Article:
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A True Account

A True Account, December 2023
by Katherine Howe

Henry Holt and Co.
Featuring: Hannah Masury; Marian Beresford
288 pages
ISBN: 1250304881
EAN: 9781250304889
Kindle: B0BST4C4JQ
Hardcover / e-Book / audiobook
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"Historical fiction with gritty realism among the pyrates"

Fresh Fiction Review

A True Account
Katherine Howe

Reviewed by Clare O'Beara
Posted June 29, 2024

Women's Fiction Time Slip

Boston in the early 1700s is a bitter and brutal place at times. Hannah Masury earns a living by helping in a waterfront inn, but just like Jim Hawkins of Treasure Island, she falls foul of pirates. A TRUE ACCOUNT of her life thereafter makes for a fine adventure novel on the high seas. The first two chapters deal with a hanging, which was a chapter too many for me. In those days, this was the only free theatre that poor people got, and both the rich and the clergy encouraged attendance, as they wanted obedience. Pirates were a danger to shipping trade and while they might rob and free merchants, they killed Navy men that were captured, on the basis that the navy would give them no quarter. So a hanging for piracy sets an example. Hannah accidentally sees some seamen kill someone ashore, and to escape, dresses as a boy and jumps on a tatty ship, saying that she’s a cabin boy.  Wouldn’t you know it, Hannah, or Will the cabin boy, picked the wrong ship. Renowned pirate-to-be Edward ‘Ned’ Low sets sail and the scurvy crew are soon demonstrating the ropes to the ship’s master. There’s no going back. This is a timeslip story as a determined student brings a scruffy manuscript to her professor, Marian Beresford, in 1930, for appraisal. Hannah Masury’s Sojourn Amongst the Pyrates, Written by Herself, is on the front. If this is as old as it appears, Marian and Kay might be able to add to the known history of a few women disguising themselves as male seafarers. Professor John Beresford, Marian’s father, doubts its authenticity straight away, but who can resist the lure of a quest for pirate treasure? Be prepared for outright brutality and shocking scenes at close quarters. I only forgave the author at the end when she explained what parts were real history; the gory scenes were true. Katherine Howe borrowed Hannah’s name from a relative of the period and based her character upon two actual women seafarers, one who disguised herself as a boy and one who married a sailor and traveled with him. The 1930s scenes are quaint to read now but explain why there’s no Google Earth to track Caribbean islands. Marian also keeps her personal secrets, a woman of two identities like young Hannah.  A TRUE ACCOUNT kept me reading and wanting to know how it ended. I can recommend the novel to adults who enjoy historical fiction with gritty realism.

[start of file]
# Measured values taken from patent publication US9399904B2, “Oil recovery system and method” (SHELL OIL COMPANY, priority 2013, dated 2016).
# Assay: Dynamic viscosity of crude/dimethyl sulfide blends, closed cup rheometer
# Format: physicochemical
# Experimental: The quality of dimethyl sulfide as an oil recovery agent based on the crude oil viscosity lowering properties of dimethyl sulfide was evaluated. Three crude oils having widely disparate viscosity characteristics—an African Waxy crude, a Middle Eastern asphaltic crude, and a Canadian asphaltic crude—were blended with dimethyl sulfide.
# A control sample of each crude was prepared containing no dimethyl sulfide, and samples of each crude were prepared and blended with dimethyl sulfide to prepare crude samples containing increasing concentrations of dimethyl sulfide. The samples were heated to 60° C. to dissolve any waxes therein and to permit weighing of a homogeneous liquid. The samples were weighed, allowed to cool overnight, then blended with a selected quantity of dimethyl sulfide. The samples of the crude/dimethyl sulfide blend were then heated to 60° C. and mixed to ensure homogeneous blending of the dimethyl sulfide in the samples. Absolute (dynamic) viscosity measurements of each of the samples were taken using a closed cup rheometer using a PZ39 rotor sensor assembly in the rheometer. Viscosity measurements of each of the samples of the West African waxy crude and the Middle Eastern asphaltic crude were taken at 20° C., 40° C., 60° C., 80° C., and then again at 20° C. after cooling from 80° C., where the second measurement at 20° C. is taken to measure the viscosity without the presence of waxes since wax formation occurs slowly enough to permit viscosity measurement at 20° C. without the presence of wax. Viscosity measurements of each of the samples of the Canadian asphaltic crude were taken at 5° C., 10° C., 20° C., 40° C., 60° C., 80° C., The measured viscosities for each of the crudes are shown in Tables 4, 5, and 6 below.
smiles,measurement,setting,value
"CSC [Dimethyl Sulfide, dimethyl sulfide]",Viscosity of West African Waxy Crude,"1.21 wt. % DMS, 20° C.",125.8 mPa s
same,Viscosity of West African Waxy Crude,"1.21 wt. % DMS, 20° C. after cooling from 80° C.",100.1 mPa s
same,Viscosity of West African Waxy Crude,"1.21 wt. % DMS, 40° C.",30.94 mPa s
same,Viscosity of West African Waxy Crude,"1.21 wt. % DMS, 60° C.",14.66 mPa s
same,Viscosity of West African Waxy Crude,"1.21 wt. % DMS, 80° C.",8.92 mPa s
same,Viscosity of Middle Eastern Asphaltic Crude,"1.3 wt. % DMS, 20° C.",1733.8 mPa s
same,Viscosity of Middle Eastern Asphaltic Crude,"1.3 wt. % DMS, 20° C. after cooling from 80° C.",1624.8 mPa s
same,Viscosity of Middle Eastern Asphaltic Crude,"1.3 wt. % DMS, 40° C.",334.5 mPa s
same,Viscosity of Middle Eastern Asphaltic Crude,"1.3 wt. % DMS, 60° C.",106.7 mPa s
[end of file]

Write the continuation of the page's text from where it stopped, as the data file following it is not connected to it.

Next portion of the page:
Learn more about A True Account


From New York Times bestselling author Katherine Howe comes a daring first-hand account of one young woman's unbelievable adventure as one of the most terrifying sea rovers of all time.

In Boston, as the Golden Age of Piracy comes to a bloody close, Hannah Masury – bound out to service at a waterfront inn since childhood – is ready to take her life into her own hands. When a man is hanged for piracy in the town square and whispers of a treasure in the Caribbean spread, Hannah is forced to flee for her life, disguising herself as a cabin boy in the pitiless crew of the notorious pirate Edward "Ned" Low. To earn the freedom to choose a path for herself, Hannah must hunt down the treasure and change the tides.

Meanwhile, professor Marian Beresford pieces Hannah’s story together in 1930, seeing her own lack of freedom reflected back at her as she watches Hannah's transformation. At the center of Hannah Masury’s account, however, lies a centuries-old mystery that Marian is determined to solve, just as Hannah may have been determined to take it to her grave.

A True Account tells the unforgettable story of two women in different worlds, both shattering the rules of their own society and daring to risk everything to go out on their own account.

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